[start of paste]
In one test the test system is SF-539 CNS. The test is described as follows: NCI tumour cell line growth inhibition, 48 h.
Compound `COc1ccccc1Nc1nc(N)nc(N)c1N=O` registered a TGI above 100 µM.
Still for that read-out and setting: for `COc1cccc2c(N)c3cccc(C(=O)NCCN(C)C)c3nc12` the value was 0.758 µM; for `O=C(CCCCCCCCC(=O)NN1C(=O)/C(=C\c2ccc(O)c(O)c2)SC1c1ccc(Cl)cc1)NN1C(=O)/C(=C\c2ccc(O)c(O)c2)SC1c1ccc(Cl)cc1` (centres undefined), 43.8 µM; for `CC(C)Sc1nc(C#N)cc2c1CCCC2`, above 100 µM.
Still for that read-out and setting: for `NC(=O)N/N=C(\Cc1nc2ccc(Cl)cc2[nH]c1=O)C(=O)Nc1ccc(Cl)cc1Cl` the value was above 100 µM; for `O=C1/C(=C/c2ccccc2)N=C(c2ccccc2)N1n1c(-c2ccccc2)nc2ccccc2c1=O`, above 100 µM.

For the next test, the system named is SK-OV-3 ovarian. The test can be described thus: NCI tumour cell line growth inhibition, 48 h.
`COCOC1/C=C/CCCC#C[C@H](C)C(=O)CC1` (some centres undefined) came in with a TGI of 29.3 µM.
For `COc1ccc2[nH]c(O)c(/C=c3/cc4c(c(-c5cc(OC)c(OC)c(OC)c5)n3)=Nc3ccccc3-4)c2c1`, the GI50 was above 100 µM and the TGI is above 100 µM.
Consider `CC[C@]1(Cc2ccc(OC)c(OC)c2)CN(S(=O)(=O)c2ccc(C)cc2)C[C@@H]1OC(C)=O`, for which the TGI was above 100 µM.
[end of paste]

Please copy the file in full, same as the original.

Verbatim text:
In one test the test system is SF-539 CNS. The test is described as follows: NCI tumour cell line growth inhibition, 48 h.
Compound `COc1ccccc1Nc1nc(N)nc(N)c1N=O` registered a TGI above 100 µM.
Still for that read-out and setting: for `COc1cccc2c(N)c3cccc(C(=O)NCCN(C)C)c3nc12` the value was 0.758 µM; for `O=C(CCCCCCCCC(=O)NN1C(=O)/C(=C\c2ccc(O)c(O)c2)SC1c1ccc(Cl)cc1)NN1C(=O)/C(=C\c2ccc(O)c(O)c2)SC1c1ccc(Cl)cc1` (centres undefined), 43.8 µM; for `CC(C)Sc1nc(C#N)cc2c1CCCC2`, above 100 µM.
Still for that read-out and setting: for `NC(=O)N/N=C(\Cc1nc2ccc(Cl)cc2[nH]c1=O)C(=O)Nc1ccc(Cl)cc1Cl` the value was above 100 µM; for `O=C1/C(=C/c2ccccc2)N=C(c2ccccc2)N1n1c(-c2ccccc2)nc2ccccc2c1=O`, above 100 µM.

For the next test, the system named is SK-OV-3 ovarian. The test can be described thus: NCI tumour cell line growth inhibition, 48 h.
`COCOC1/C=C/CCCC#C[C@H](C)C(=O)CC1` (some centres undefined) came in with a TGI of 29.3 µM.
For `COc1ccc2[nH]c(O)c(/C=c3/cc4c(c(-c5cc(OC)c(OC)c(OC)c5)n3)=Nc3ccccc3-4)c2c1`, the GI50 was above 100 µM and the TGI is above 100 µM.
Consider `CC[C@]1(Cc2ccc(OC)c(OC)c2)CN(S(=O)(=O)c2ccc(C)cc2)C[C@@H]1OC(C)=O`, for which the TGI was above 100 µM.